I have observed with great apprehension and trepidation in recent months the on-going public debate over the proposed bill to amend the Oil and Gas Act and Mining Act sponsored by North Fly MP Boka Kondra.
The bill would give absolute ownership rights of mineral and hydrocarbon resources to traditional landowners.
Public opinion is polarised as evident from letters to editor by various learned people.
I am a trained and experienced professional in the oil and gas industry and I feel compelled to offer my views.
Section 6 of the Oil and Gas Act recognises the State as the sole owner of all petroleum and helium deposited at or below the surface of any land (in PNG), and according to this provision, these resources are, and shall be deemed at all times, to have been the property of the State.
I have no problem with this provision and its assertion.
Vesting ownership rights with the State simply recognises and reinforces the State’s supreme and perpetual authority over the entire geographic jurisdiction it reigns over.
The State must possess and exercise complete authority over the land and our national sovereignty must be respected by both citizens and foreigners.
Petroleum is a premium commodity inextricably intertwined to established and matured global energy, petrochemical, textile, food and financial markets.
As such, to lure foreign investors would require the State to administer and regulate the petro industry, including devising compatible, cohesive and internationally competitive laws and policies.
I doubt landowners would have any compatible and coherent investment guidelines, policies and laws to give investors confidence if they were to deal directly with investors in petroleum and mining matters.
On the other hand, I fully appreciate the concerns of the advocates of the bill, who want to see ownership rights of mineral and petroleum resources vested with traditional landowners.
The State constitutes all the people of PNG and Government.
Since ownership of our natural resources is with the State, the Government, having the legal mandate to act on behalf of the State, must apply common sense and wisdom when making important decisions, especially when determining the benefits package for landowners.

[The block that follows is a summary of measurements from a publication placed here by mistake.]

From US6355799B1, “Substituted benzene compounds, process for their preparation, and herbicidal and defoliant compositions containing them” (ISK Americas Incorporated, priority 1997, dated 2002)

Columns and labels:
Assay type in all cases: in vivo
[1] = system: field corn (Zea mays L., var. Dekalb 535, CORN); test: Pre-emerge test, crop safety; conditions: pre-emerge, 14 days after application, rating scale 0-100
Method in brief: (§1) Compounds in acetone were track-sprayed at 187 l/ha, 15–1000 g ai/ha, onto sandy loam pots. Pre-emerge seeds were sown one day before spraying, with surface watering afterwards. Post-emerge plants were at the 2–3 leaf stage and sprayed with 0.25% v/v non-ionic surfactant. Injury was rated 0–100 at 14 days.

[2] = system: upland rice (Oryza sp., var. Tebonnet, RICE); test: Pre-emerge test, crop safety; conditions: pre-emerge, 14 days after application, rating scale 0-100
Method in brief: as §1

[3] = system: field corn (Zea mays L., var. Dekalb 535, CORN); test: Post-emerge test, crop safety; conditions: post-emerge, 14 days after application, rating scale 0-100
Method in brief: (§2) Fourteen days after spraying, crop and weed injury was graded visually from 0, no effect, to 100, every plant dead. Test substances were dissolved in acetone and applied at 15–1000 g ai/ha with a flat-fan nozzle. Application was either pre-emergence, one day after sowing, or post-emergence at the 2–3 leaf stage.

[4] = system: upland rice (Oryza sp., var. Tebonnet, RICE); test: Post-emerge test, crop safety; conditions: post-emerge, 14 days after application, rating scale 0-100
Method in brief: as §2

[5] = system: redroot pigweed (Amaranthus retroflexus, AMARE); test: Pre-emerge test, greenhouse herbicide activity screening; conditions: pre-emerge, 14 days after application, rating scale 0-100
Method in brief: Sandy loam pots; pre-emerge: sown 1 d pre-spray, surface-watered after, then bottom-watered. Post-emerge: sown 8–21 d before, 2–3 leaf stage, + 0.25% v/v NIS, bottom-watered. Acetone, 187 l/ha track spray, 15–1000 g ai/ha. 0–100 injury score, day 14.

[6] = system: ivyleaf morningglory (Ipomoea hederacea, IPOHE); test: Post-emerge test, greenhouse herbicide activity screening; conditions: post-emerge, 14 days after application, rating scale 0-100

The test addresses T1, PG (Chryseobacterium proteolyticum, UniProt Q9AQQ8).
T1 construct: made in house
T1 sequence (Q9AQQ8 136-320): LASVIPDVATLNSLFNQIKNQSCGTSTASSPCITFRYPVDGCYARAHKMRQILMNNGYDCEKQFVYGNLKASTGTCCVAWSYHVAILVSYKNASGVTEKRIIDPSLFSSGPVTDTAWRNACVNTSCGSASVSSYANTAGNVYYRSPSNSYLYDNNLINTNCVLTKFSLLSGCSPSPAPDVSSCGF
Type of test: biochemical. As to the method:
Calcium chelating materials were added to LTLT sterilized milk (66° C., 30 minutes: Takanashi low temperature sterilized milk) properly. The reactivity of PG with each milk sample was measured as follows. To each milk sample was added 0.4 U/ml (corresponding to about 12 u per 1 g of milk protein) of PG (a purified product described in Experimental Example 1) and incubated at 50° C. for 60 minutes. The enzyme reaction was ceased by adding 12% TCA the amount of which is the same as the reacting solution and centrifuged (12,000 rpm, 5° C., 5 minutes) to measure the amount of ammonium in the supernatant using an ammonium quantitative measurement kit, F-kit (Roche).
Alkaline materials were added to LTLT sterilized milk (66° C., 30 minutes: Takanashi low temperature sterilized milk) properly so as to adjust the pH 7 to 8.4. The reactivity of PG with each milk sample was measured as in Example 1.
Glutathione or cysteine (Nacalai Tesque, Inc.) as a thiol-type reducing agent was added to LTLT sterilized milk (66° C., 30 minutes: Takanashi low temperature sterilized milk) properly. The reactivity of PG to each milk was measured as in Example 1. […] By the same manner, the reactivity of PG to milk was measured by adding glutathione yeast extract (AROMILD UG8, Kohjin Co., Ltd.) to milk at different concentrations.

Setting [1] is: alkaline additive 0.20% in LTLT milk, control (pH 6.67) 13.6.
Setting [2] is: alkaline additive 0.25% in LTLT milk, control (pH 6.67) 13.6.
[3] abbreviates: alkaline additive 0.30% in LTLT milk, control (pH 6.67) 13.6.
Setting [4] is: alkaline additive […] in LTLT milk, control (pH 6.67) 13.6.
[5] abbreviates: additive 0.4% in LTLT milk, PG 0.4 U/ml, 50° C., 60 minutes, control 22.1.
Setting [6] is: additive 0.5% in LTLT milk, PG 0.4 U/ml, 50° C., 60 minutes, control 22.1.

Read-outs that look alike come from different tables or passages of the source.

I think the real issue is not about amending the respective laws.
It is about genuine recognition of traditional landowners which must be demonstrated by a fair and equitable benefits package.
What is most needed now is to devise a more transparent and equitable benefits package for our landowners.
At the same time, leaders must stop getting too involved in commercial aspects of resource projects, which is one of the reasons our people are increasingly becoming resentful.
In the petroleum sector, our landowners should be paid a minimum of 10% royalty (from current 2%) calculated at point of sales while State equity participation be reduced from the current 22.5% to 15% and the landowners given the option to purchase 5% at cost upfront.
There is economic sense to explore this proposition.
The State and oil companies must understand that oil and gas projects and associated facilities are located in remote areas where our rural people live.
Unless the people are happy, big multi-billion dollar projects can not be fully insulated from landowner-related risks.
The Government must be mindful of this because PNG’s reputation as a safe investment destination will be damaged.
So far, PNG has exported only crude oil but not natural gas or LNG.
Unlike oil, gas business is not easy. The international gas market requires supply reliability and PNG cannot afford to go wrong with this market requirement.
With PNG now fast converging to a path of being a major LNG exporter, there is a real need for a complete review for a fair and equitable benefits package for traditional landowners and nobody should brush this aside.